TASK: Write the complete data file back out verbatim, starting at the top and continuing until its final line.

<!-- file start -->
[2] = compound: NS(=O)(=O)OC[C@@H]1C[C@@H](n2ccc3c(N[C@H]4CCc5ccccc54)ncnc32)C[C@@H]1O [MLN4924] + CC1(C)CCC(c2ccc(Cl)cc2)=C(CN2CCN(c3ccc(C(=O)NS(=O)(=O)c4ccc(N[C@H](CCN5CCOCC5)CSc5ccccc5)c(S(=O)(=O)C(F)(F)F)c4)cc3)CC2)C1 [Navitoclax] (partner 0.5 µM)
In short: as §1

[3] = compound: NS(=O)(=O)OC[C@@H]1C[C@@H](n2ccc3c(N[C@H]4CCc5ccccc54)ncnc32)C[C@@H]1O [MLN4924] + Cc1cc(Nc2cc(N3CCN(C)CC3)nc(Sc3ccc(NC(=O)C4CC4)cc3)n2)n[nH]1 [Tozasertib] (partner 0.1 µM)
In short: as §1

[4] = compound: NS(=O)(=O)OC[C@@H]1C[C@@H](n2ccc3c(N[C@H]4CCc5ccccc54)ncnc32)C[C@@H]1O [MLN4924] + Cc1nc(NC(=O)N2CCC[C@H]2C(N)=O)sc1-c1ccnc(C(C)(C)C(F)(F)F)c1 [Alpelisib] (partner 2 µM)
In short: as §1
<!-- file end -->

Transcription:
[2] = compound: NS(=O)(=O)OC[C@@H]1C[C@@H](n2ccc3c(N[C@H]4CCc5ccccc54)ncnc32)C[C@@H]1O [MLN4924] + CC1(C)CCC(c2ccc(Cl)cc2)=C(CN2CCN(c3ccc(C(=O)NS(=O)(=O)c4ccc(N[C@H](CCN5CCOCC5)CSc5ccccc5)c(S(=O)(=O)C(F)(F)F)c4)cc3)CC2)C1 [Navitoclax] (partner 0.5 µM)
In short: as §1

[3] = compound: NS(=O)(=O)OC[C@@H]1C[C@@H](n2ccc3c(N[C@H]4CCc5ccccc54)ncnc32)C[C@@H]1O [MLN4924] + Cc1cc(Nc2cc(N3CCN(C)CC3)nc(Sc3ccc(NC(=O)C4CC4)cc3)n2)n[nH]1 [Tozasertib] (partner 0.1 µM)
In short: as §1

[4] = compound: NS(=O)(=O)OC[C@@H]1C[C@@H](n2ccc3c(N[C@H]4CCc5ccccc54)ncnc32)C[C@@H]1O [MLN4924] + Cc1nc(NC(=O)N2CCC[C@H]2C(N)=O)sc1-c1ccnc(C(C)(C)C(F)(F)F)c1 [Alpelisib] (partner 2 µM)
In short: as §1